10/16/2013

ARE ALL FATS BAD? -DIETARY FATS

I attended a wellness seminar some months back where a speaker was trying very hard to convince the audience that all fat was bad for the body. The title of her message was “oil is oil” and she was basically telling everyone to eliminate all forms of oils from their diet. Her speech was not very convincing as I have read many articles from experts recommending oils like olive oil, avocado oil, etc. Plus she had no evidence to back up her advise. I decided to research further. Is her statement true “oil is oil”? Should you eliminate all forms of oil from your diet?


We all probably know that the main nutrients needed by the body are carbohydrates, protein, and fats and oil. Research shows that the body needs fat. It is a major energy source and also helps you absorb certain vitamins and nutrients. There are numerous types of fat. The body produces its own fat from taking in excess calories. Fats can also be found in foods. Studies have shown that not all fats are bad for you. 


Types of Fat



Saturated Fat: this fat is commonly found in animal sources of food. Saturated fats are solid at room temperature, for example, a stick of butter. Saturated fat raises total blood cholesterol levels and low-density lipoprotein (LDL) cholesterol levels, which can increase your risk of cardiovascular disease. Saturated fat may also increase your risk of type 2 diabetes. Foods high in saturated fat include red meat, full-fat dairy products, and tropical oils like coconut and palm. 

Trans Fat: just like saturated fats, trans fats are solid at room temperature. These fats occur naturally in meat, but mainly is a result from man-made effort to make unsaturated fat solid at room temperature in an effort to prolong its shelf life. Trans fat can be found in packaged baked products such as cookies, cakes, breads, and crackers, as well as fast foods and some dairy products. Studies show that trans fats are worse for you than saturated fats. Not only do they increase your LDL cholesterol, but they also reduce your beneficial HDL cholesterol. It is advisable that foods containing trans fats should be completely avoided. Check the label on products for “hydrogenated fat” to determine if that product contains trans fat.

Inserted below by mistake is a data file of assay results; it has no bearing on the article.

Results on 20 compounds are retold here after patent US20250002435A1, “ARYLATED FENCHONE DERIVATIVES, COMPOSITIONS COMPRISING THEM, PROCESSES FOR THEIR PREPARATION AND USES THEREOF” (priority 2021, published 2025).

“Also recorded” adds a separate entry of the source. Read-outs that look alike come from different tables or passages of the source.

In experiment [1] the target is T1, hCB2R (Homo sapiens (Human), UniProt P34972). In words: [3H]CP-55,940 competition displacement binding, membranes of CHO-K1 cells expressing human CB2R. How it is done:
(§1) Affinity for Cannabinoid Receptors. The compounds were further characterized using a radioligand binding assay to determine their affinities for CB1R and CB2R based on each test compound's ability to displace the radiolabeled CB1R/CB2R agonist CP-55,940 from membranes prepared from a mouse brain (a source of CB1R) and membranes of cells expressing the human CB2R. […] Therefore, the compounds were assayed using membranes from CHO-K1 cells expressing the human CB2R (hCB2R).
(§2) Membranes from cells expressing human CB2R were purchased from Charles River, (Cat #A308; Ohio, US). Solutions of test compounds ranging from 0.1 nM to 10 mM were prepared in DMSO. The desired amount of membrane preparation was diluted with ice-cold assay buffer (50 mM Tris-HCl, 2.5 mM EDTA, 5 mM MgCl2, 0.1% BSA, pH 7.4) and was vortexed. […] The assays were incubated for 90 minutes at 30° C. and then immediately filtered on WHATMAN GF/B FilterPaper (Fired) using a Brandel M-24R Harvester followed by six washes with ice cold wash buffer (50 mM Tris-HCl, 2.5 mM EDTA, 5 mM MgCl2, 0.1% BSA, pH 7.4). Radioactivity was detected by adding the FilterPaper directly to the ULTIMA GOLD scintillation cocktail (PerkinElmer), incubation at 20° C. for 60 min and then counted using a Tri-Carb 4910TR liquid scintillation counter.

Polyunsaturated fat: found mostly in plant-based foods and oils. Research shows that polyunsaturated fats are required for normal body functions, however, the body can’t manufacture them and so must be derived from food. Polyunsaturated fats help build cell membranes. They are vital to blood clotting, muscle contraction and relaxation, and inflammation. Research shows that eating foods rich in polyunsaturated fats improves blood cholesterol levels, which can decrease your risk of heart disease. Omega-3 fatty acids, a good source of polyunsaturated fat, may be especially beneficial to your heart. Research shows that Omega-3s could help to decrease the risk of coronary artery disease. They may also protect against irregular heartbeats and help lower blood pressure levels. Omega-3s come mainly from fish, but also from flaxseeds, walnuts, canola oil, and unhydrogenated soybean oil. Fatty fish such as salmon, mackerel, and sardines are good sources of omega-3s.

Monounsaturated fat: This is a type of fat found in a variety of foods and oils. Studies show that eating foods rich in monounsaturated fats improves blood cholesterol levels, which can decrease your risk of heart disease. Research also shows that monounsaturated fats may benefit insulin levels and blood sugar control, which can be helpful if you have type 2 diabetes. Good sources of monounsaturated fats are olive oil, peanut oil, canola oil, avocados, and most nuts. Foods made up mostly of monounsaturated and polyunsaturated fats are liquid at room temperature, such as olive oil, safflower oil, peanut oil and corn oil.

References

Dietary fats: Know which types to choose - MayoClinic.com

The truth about fats: bad and good – Harvard Medical School, Family Health Guide

Are All Fats Bad? What Kinds of Fats Are Good to Include In My Diet? – American Council on Exercise
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